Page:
Mohammed Jafaar, Baghdad Things, Oil on Canvas, 2006

[Note: This is the fifth in a series of translations of selected letters of the noted Iraqi poet Badr Shakir al-Sayyab. For more information on the poet, click here.]

Letter #5 (6//19/1947)

Baghdad

My Kind and Respected Brother, Dr. Suheil Idris,

My sincere best wishes and scented greetings to you.

Your kind letter has overwhelmed me with joy. I am very appreciative of your good opinion of me, and I hope to remain worthy.

In your letter, you inquire as to what our brother, Kathem (Jawad), and I meant when we said in our commentary on your splendid novella, “A letter to My Mother,” that it appeared at the most opportune time. Explaining this could be very lengthy, but trust me that we intended to speak to you about this even if you had not asked. This is a topic that concerns every man of letters and every man who is faithful to his people and nation and who is concerned with their future and the future of Arabic literature.

There are a group of authors and readers in Iraq who insinuate that even though al-Adaab concerns itself with Existential literature, it does not devote any attention to the concern that occupies the minds of the Arab people most, namely, the attempts aimed at tying literature to military alliances and a call for peace. We used to defend al-Adaab by arguing that the popular literature, which it publishes, glorifies the struggle of the Arab people for dignity, freedom and independence and contributes effectively to the cause of peace. For those nations that are afflicted with colonialism, the practical aspect of the cause of peace is exactly its struggle for independence and freedom.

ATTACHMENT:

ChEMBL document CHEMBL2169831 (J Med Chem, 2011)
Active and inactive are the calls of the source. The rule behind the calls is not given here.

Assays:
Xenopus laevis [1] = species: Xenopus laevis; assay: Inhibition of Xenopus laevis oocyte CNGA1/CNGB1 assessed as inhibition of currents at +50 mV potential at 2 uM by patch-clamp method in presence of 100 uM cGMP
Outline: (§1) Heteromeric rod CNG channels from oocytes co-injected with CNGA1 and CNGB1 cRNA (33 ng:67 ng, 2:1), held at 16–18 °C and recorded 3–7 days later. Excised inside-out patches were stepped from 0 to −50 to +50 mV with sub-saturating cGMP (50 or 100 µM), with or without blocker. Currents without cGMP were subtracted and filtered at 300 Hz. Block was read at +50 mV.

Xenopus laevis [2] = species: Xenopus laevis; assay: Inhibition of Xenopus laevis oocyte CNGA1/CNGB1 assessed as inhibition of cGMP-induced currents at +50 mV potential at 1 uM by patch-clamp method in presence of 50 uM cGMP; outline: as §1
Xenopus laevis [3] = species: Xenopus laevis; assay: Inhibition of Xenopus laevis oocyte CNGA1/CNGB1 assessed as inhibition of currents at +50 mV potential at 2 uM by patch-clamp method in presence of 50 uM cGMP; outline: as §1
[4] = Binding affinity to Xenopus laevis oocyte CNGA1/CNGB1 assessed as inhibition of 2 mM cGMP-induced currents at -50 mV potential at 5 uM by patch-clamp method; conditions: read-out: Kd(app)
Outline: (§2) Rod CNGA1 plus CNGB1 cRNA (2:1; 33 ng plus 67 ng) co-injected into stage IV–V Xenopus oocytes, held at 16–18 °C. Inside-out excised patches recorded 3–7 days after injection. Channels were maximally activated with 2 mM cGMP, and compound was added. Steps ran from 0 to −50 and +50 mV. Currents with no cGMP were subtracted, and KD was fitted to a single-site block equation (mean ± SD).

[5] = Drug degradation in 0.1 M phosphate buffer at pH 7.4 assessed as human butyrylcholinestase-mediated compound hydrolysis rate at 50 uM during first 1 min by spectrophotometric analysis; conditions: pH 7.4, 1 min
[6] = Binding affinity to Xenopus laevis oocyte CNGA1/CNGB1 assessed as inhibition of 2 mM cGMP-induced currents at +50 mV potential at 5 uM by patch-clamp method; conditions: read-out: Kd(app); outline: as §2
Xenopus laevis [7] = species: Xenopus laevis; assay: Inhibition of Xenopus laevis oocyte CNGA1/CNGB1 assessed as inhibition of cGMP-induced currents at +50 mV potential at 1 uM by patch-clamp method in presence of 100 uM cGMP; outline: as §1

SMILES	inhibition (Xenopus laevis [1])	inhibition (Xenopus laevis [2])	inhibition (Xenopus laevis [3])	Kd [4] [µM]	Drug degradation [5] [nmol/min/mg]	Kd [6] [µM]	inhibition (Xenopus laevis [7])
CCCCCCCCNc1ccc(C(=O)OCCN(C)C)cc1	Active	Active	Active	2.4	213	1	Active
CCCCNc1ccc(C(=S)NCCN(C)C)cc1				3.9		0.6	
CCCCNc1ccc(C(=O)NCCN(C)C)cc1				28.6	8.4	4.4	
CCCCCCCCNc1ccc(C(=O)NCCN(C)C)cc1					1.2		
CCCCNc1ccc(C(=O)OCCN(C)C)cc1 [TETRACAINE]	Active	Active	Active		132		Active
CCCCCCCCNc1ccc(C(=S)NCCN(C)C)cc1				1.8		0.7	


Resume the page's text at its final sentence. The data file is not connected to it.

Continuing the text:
We believe in absolute progressive economic, political and cultural values and believe that the Arab people will never be free unless they rely on such values. We also believe that there is no hope for the Arab people in attaining freedom, save in the shadow of peace, because war, if ignited, will no doubt end with the victory of one of two camps. We want the Arab people to be victorious and to liberate themselves by the forearms of their sons because the sovereignty of world peace requires that the movements of liberation remain continuous until they achieve ultimate victory.

Nevertheless, there are those few of narrow minds who only believe in “clichés” and “banners,” and woe to him, he who deviates from the literal meaning of these clichés and banners. Some people have taken advantage of these banners and of the ignorance and illiteracy that plagues our people. They have exploited the people for their own personal gain and for literary fame at the expense of other writers who do not submit to this “thermometer!” Likewise, these “antics” have also been applied to some writers in Lebanon. You were among them, and it was also applied to us, here in Baghdad, in a provocative and shameless manner. The truth is that we are now fighting an intellectual battle for the sake of defending honorable values. The last scene of the battle is a “petition,” whose history we will now share with you: